‘The Tool Chest of Benjamin Seaton’ Revised Edition
Kari Hultman (The Village Carpenter) just posted on her blog that the revised and updated edition of “The Tool Chest of Benjamin Seaton” is now available for pre-order from Astragal Press – so I ordered it.
But then neanderthal extraordinaire Zachary Dillinger (The Eaton County Woodworker) chimed in to mention that for almost the same cost, you can join the Tools and Trades Historical Society, and get a free copy of the book as part of the membership (plus you’ll get the Society’s quarterly newsletter and its bi-annual journal, Tools and Trades).
And there’s what appears to be fabulous library available to members (I now have further incentive to cook up a work-sponsored trip to Sheffield, England). So I’m joining – it’s a good organization (or should I say organisation?) and it certainly won’t hurt to have a copy for both work and home.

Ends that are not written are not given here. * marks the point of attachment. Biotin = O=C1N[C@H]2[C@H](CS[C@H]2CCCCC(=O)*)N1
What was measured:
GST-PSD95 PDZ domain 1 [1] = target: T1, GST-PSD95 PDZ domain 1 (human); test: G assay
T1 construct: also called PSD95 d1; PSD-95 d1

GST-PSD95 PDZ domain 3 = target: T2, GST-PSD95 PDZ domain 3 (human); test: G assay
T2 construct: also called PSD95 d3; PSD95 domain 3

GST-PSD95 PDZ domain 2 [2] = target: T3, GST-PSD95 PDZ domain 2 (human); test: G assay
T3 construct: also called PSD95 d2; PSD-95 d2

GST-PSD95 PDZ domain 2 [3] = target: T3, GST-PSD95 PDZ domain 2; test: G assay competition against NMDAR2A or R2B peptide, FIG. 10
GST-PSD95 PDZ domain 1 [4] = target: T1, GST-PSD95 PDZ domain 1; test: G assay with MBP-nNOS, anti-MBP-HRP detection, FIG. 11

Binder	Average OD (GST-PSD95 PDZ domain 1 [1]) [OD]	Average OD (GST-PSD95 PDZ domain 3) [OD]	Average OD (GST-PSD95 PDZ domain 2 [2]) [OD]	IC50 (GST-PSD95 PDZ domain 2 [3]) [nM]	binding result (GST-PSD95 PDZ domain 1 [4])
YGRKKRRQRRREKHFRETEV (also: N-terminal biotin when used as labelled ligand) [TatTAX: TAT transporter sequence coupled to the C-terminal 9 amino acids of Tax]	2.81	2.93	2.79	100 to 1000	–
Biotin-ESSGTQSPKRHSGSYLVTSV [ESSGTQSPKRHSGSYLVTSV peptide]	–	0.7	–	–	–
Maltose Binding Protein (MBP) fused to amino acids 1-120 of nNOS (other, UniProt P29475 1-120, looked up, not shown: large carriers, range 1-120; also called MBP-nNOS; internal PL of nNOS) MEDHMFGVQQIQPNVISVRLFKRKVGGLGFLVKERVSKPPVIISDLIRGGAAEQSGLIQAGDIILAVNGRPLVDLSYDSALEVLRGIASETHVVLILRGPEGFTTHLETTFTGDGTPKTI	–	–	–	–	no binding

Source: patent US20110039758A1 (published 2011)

The first edition, which was published in 1994, is darn-near impossible to find for less than $100 – and it typically goes for a lot more.
For those of you who aren’t familiar with the Seaton chest, it’s an 18th-century cabinetmaker’s chest full of almost-unused period tools. They were bought in 1796 from Christopher Gabriel and Sons, a tool dealer and planemaker in London, for Benjamin Seaton by his father, cabinet maker Joseph Seaton. And while Benjamin made a nice chest to hold them, he appears to have done little else with the tools. You can read more about the chest and about Benjamin in this post from Christopher Schwarz.
The new edition of “The Tool Chest of Benjamin Seaton” includes not only information on the tools and their context (from the first edition) but considerable amounts of new information about both, as well as description of the making of a replica chest for Colonial Williamsburg.
If you like period hand tools and/or the history of woodworking, you need this book. If you’re a Groucho Marx kinda person, order it from Astragal. Or from Tools for Working Wood. If you want to join a worthy group, submit your application for TATHS.
I’m sure I’ll be writing more about “The Tool Chest of Benjamin Seaton,” second edition, just as soon as I have my copy.